Well, we both forgot that Monday was a holiday, so I was on the edge of my seat, waiting for Tuesday to come, excited to see what my labor of love would look like. At the time, I had two jobs: in the morning, I worked as a Public Works parts driver, and at night, I worked at the local library (the basis for TALES FROM THE LIBRARY, which appeared in two of the three issues of TABARD INN). On Tuesday, I rushed home from the city garage, hoping to have a message from the printer to come on in and take a look at issue one. (I didn’t have a cell phone back then.) Well, I had a message, all right. It was from the guy I’d talked to. He sounded kind of down in the dumps, and rightfully so. The owner of the press (who is related to who would eventually become the mayor of my hometown) took a look at my magazine and was absolutely horrified by it. (I was told he’d actually read some of it, rather than just looking at the pictures.) He told his underling in no uncertain terms that they were not going to print this magazine.
I went into their office to get my materials, and the guy I talked to glumly handed my money back to me and apologized. Discouraged, I went home and pondered what I was going to do now that I no longer had a press for what I believed would be a magazine that would blow the socks off the genre small press. (Yeah, I thought pretty big back then.)
I did what I usually do in the face of relentless rejection: I tried a few more places and was turned away a few more times. Then, I lucked out and found a place in Bensenville who gave me a positive answer. They’re great people over there, and they read the material and had no problem with any of it. However, their quote was considerably higher than the other place: just over a thousand dollars.
Fuck. That $700 was hard enough to come with as it was. How badly did I want my dream to come true? Yeah, I found a way to cough up the rest of it, and they produced an excellent magazine. The quality was very good, and over the years, I paid them to print my other two issues. However, I kept wanting to improve quality. #2 had a glossy cover. #3 had a color glossy cover. Each time, the costs increased. I’m ashamed to even tell you how much #3 cost me. (I’ll give you a hint: triple that thousand, and you’re not there yet.) I’m also ashamed to let you know that I didn’t even break even on the entire TABARD INN enterprise. Not even fucking close.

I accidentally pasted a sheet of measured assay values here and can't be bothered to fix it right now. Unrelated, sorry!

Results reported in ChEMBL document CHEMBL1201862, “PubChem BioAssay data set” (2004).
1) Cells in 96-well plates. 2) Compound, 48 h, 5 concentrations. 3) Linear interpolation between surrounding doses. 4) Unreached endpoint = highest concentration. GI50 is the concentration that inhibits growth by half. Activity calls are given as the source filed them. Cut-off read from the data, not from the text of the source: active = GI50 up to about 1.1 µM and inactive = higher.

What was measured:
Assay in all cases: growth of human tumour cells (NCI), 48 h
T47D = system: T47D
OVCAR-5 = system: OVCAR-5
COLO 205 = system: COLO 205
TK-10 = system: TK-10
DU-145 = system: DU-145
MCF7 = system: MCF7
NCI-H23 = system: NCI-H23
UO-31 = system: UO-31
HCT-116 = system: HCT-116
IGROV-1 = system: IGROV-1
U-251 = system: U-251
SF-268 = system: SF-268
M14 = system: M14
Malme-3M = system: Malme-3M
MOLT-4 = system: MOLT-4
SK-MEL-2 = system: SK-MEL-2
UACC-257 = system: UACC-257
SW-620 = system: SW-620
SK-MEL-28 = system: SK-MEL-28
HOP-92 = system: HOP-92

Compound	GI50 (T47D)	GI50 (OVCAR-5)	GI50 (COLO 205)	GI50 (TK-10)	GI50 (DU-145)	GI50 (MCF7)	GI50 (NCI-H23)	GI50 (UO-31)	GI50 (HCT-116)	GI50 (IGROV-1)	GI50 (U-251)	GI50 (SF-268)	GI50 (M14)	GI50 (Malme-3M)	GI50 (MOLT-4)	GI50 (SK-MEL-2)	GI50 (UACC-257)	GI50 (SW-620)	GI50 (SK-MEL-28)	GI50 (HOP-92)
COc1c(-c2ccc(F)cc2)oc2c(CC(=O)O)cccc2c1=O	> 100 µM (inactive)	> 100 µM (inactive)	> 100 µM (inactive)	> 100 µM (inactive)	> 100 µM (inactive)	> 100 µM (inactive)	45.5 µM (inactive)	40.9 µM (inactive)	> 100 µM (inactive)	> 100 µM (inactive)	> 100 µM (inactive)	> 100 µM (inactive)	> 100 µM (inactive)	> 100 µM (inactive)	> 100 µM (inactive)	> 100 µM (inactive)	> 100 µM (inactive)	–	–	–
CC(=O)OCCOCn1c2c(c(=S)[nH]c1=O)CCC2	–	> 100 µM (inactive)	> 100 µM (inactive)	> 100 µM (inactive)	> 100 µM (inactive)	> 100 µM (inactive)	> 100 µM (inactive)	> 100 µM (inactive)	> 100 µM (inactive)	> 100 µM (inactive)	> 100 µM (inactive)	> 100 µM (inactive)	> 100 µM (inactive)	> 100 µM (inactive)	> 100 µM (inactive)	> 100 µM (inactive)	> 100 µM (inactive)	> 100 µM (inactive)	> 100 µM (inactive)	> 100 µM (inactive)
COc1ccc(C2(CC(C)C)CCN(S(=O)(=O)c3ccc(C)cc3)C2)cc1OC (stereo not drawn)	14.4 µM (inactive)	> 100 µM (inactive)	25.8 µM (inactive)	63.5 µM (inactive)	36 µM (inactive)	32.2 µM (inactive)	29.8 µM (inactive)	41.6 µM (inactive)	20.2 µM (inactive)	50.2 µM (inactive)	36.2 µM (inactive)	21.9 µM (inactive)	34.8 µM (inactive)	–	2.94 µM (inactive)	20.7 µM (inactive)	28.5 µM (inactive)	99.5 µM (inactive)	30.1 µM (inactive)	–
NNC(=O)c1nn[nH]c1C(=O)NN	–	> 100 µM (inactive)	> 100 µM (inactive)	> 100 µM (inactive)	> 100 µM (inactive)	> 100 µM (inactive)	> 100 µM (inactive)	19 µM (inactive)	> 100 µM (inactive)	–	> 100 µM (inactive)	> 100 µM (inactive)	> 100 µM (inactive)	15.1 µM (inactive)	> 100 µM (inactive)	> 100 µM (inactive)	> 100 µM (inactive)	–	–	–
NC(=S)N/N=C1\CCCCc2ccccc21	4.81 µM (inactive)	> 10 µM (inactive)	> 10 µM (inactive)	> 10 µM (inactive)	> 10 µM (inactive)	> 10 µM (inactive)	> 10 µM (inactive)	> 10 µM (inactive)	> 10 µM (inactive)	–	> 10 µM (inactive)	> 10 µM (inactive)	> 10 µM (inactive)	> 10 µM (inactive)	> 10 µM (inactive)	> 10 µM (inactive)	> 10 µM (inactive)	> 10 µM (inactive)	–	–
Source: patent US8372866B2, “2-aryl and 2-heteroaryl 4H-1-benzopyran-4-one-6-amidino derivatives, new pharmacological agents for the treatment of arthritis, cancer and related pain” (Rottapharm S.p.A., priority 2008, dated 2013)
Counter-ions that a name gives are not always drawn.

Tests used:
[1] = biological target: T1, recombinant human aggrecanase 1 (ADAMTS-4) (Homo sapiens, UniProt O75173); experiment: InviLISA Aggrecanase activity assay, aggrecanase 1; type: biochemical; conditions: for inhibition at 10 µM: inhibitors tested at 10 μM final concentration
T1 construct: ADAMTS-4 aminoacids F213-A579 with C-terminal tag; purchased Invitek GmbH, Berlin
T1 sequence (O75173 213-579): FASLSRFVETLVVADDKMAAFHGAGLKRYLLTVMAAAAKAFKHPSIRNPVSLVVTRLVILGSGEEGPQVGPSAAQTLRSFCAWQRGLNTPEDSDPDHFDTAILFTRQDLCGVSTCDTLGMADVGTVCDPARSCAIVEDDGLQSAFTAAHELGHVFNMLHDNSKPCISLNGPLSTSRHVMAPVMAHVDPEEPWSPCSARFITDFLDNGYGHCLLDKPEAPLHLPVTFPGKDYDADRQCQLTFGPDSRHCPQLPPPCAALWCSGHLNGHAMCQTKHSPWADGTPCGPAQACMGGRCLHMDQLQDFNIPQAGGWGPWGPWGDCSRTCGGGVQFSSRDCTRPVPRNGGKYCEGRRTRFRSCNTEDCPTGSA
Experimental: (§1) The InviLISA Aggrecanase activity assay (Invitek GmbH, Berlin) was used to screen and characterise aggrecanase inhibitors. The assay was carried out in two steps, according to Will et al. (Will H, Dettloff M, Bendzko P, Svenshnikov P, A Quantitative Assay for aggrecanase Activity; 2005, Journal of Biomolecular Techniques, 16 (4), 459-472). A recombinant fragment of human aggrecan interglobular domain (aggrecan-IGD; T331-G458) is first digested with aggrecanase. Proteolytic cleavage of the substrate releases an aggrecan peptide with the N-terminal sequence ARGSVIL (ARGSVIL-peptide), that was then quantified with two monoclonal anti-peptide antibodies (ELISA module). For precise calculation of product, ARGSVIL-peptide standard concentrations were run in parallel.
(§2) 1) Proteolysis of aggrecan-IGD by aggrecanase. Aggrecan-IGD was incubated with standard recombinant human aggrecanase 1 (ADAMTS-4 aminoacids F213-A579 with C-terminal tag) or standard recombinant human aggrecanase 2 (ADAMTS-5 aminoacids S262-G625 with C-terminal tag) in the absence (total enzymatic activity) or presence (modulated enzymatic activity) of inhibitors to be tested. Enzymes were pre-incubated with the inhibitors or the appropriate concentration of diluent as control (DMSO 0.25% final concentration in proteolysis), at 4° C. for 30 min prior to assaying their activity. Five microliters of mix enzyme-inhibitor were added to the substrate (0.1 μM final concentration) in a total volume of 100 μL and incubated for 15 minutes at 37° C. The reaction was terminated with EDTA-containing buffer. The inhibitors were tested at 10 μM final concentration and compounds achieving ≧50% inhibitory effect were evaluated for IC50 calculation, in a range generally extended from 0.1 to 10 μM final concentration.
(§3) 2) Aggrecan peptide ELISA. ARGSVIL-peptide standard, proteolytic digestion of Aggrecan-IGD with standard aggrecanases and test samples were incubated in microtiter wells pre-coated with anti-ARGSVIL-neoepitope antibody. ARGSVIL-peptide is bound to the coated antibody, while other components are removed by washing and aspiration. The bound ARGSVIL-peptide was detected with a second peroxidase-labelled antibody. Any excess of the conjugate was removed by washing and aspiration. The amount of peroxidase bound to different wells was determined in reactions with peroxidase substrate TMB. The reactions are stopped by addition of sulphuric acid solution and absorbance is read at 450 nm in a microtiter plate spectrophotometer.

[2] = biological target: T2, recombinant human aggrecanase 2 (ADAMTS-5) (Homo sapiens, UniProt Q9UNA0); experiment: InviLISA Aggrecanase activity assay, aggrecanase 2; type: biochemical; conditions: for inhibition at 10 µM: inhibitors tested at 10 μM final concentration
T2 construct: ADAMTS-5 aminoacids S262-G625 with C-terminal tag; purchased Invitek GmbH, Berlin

And here’s the thing: how many people could have afforded to print those magazines? I certainly couldn’t. I had to get very frugal with my living. For the last one, I had to borrow a considerable hunk of change from my father. Not only that, but I had to ditch a lot of my habits, most publicly, my boozing. Many of you will remember the Sobriety Clock updates on MySpace. Luckily, I had many friends who were willing to help me get drunk by footing the bill, so I very rarely went a week without getting shitfaced.
Looking back, everyone has been paid back. My father has his thousands back, and my friends have all been paid back in their alcohol of choice. Yet . . . I’m fortunate enough to have this network of people who can help me out. What about the others who are less fortunate? Business has effectively censored them with high printing costs.
So what’s the message? If your art has a heavy transgressive flavor, you’re going to have to pay top dollar to get your work out there. If you don’t have that, you’re shit out of luck.
Getting back to Josh Filer and C2E2, I’d been hoping to interview him this year, especially after hearing about his difficulty in getting GROSS, GRANDPA! #2 out. I asked Jon for Josh’s contact info, and I got in touch with him (figuratively speaking, you perverts), asking him to say a few words about his ordeal. His story has a lot in common, from being turned away repeatedly for obscenity to the exorbitant printing costs of places willing to do the job. Here he is, in his own words: